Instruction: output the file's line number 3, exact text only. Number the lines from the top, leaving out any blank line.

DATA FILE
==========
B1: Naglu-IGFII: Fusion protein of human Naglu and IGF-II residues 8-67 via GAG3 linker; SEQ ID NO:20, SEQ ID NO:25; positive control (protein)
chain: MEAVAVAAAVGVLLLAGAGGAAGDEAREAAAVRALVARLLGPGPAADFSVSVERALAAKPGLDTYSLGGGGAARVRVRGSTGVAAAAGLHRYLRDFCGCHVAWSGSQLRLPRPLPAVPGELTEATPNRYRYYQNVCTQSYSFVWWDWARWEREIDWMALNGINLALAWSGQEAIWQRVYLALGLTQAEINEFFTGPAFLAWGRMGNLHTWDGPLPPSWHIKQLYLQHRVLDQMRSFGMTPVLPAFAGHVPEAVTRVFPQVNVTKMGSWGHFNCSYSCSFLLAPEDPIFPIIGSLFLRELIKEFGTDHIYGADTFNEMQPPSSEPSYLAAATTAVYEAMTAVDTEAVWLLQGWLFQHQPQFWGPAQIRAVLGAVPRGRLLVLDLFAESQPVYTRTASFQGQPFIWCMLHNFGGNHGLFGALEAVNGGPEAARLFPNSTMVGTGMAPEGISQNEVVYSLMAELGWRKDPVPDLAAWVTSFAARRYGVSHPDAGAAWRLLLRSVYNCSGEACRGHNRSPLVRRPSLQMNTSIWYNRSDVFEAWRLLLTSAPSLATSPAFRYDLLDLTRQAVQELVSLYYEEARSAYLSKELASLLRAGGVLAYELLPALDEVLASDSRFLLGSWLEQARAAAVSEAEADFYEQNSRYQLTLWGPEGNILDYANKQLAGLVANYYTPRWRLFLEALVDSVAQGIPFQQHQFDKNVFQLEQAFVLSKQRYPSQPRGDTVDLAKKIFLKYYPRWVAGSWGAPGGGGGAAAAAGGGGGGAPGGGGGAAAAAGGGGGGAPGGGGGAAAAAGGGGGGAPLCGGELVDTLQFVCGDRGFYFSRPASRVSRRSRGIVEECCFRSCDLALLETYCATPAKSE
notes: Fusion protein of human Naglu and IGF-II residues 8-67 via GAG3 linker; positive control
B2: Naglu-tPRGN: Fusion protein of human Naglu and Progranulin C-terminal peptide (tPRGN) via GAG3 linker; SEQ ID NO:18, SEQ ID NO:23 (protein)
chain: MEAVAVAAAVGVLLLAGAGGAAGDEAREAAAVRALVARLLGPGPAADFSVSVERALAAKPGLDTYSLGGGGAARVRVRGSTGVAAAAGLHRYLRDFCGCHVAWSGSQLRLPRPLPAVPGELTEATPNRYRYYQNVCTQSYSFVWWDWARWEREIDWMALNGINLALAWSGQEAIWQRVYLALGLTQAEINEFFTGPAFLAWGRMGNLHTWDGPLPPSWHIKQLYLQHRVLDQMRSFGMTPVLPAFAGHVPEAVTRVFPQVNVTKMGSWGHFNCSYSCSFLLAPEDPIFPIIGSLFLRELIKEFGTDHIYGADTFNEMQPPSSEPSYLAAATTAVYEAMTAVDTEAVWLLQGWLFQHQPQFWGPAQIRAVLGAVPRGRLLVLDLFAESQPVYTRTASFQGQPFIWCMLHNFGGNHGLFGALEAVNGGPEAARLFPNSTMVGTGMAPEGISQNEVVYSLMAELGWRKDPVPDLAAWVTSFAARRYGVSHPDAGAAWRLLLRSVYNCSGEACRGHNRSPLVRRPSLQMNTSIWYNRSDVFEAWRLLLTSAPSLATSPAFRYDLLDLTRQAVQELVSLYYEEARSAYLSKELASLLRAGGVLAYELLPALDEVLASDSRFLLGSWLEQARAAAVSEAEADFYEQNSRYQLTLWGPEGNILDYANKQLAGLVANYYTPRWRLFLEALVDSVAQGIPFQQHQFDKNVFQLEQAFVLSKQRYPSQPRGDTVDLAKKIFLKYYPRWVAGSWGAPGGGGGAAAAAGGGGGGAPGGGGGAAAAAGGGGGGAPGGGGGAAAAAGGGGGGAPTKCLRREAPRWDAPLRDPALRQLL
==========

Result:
notes: Fusion protein of human Naglu and IGF-II residues 8-67 via GAG3 linker; positive control